### Author Topic: Constrained optimization / scan along internal coordinates  (Read 23169 times)

#### uwe

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##### Constrained optimization / scan along internal coordinates
« on: April 30, 2008, 04:29:23 PM »
Constrained optimization / scan along internal coordinates

To fix internal coordinates and change the value of fixed internal coordinates to do a potential energy surfaces (PES)  scan in TURBOMOLE, one can use either Pulay's internal coordinates (iaut in define), or the redundant internal coordinates (ired in define).

To fix an internal coordinate:

• call define
• Now there are two possibilities to fix internal coordinates:
• For both kinds of internal coordinates (Pulay and redundant):
• enter
idef
in the geometry menu of define.
• define the internal coordinate you want to be fixed by hand (see tutorial for details), .e.g.
f stre 1 2
f stands for fixed, stre for strech (bend for bond angles, tors for torsions, outp for out of plane angles, etc.).
define prints on the screen the names of the internal coordinates:

ENTER INTERNAL COORDINATE DEFINITION COMMAND

<x> <type> <indices>

WHERE    <x>       = k    f    d    i
<type>    = stre invr bend outp tors linc linp
comp ring pyrm bipy pris cube octa

THESE COMMANDS WILL BE EXPLAINED IN DETAIL IF YOU ENTER  <x> <type> ?  FOR
SOME CHOICE OF  <x>  AND  <type> , E.G.  k stre ?

As described by define, to get a help about the numbering scheme for the atoms, enter e.g.
f outp ?

• Go back to the geometry menu (hit a few times <Enter>), and say either:
ired
generates internal redundant coordinates taking the fixed internal ones and let define automatically generate a full set of internal redundant coordinates, or
iaut
imet

to generate Pulay's internal coordinates with iaut and check if they are linearly independent with imet.
• For non-redundant internal coordinates:
• go to the i and then iaut submenu and accept the default settings with *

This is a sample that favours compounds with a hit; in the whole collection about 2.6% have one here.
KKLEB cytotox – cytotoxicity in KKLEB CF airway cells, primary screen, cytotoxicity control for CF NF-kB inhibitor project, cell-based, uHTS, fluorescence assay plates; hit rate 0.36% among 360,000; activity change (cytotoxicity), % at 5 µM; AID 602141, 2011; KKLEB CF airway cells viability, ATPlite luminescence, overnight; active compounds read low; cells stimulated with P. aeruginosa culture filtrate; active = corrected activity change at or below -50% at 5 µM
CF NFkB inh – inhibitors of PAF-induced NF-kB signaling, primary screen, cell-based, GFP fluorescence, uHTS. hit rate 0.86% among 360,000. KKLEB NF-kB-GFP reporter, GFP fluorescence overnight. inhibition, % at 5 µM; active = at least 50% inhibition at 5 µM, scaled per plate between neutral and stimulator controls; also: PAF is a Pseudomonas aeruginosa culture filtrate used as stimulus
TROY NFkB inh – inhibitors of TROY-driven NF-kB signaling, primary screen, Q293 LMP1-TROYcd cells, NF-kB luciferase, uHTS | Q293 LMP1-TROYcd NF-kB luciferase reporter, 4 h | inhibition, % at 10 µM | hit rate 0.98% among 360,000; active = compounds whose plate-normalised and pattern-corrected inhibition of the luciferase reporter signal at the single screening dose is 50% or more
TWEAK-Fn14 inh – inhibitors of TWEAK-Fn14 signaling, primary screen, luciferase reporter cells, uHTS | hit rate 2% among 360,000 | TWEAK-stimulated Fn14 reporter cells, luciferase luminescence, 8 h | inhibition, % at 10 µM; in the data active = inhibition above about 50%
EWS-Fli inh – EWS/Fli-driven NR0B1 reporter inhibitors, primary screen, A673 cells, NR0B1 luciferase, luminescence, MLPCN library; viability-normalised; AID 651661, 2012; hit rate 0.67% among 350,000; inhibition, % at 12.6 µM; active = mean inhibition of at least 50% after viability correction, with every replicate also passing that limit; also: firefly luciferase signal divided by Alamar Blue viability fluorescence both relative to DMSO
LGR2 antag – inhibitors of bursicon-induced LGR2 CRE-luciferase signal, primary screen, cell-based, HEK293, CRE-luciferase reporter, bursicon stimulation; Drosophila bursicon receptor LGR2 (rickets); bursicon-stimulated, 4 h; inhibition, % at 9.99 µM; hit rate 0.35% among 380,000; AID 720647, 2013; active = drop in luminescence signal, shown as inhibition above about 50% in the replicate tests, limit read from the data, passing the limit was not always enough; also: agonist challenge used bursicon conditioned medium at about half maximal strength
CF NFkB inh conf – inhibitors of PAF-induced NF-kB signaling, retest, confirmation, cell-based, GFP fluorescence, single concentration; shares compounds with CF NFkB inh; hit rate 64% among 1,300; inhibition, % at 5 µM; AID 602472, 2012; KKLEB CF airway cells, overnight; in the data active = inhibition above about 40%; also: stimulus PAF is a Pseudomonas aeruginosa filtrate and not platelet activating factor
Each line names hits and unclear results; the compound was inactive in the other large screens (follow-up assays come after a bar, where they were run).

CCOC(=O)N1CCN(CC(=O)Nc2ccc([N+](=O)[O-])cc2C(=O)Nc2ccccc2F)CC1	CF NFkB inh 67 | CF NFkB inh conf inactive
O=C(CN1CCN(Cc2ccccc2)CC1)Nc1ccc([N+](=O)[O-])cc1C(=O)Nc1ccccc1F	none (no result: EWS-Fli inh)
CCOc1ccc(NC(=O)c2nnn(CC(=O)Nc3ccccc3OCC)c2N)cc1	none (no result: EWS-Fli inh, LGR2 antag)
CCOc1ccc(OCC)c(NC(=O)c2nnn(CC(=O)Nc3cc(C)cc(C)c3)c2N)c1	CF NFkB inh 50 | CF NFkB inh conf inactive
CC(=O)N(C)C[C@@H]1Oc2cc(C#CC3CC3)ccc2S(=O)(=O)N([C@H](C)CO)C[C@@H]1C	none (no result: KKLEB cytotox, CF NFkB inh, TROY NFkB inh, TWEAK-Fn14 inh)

• enter imet to check if the number of linearly independent coordinates equals the number of degrees of freedom:
Look at the first line of the i submenu:

INTERNAL COORDINATE MENU  ( #ideg=45      #k=43   #f=2    #d=2    #i=0     )

imet <a>  : PROVIDE B-MATRIX FOR ACTIVE INTERNAL COORDINATES
(CHECK COMPLETENESS AND NUMERICAL QUALITY
AND CHANGE REDUNDANT INTERNALS TO display)
idef      : SUB-MENU FOR INTERACTIVE DEFINITION OF INTERNAL COORDINATES
ideg <a>  : OUTPUT NUMBER OF TOT. SYMMETRIC INTERNAL DEGREES OF FREEDOM
[...]

#ideg is the number of degrees of freedom, #k is the number of non-fixed internal coordinates and #f the number of fixed internal coordinates. #d and #i are not used.

Hence, you have to make sure that after the imet step #idef = #k + #f

• look at the list of internal coordinates with disi, change the status of the internal coordinates with ic, or:
• run to the end of define, edit the coord file and search for the requested internal coordinate,
change it and fix it by replacing the k type to an f type, e.g. water might look like this:
1 f  1.0000000000000 stre    1    2           val=   1.6
2 k  1.0000000000000 stre    1    3           val=   1.85256
3 k  1.0000000000000 bend    3    2    1      val= 104.18231
Scan along one internal coordinate:

• first define one or several fixed internal coordinates as described above
• generate several subdirectories, each one representing a geometry at one certain fixed value of the internal coordinate you would like to scan along
• copy your input files to all directories
• in each directory,  change the value of the fixed internal coordinate in the coord file (example for internal redundant coordinates):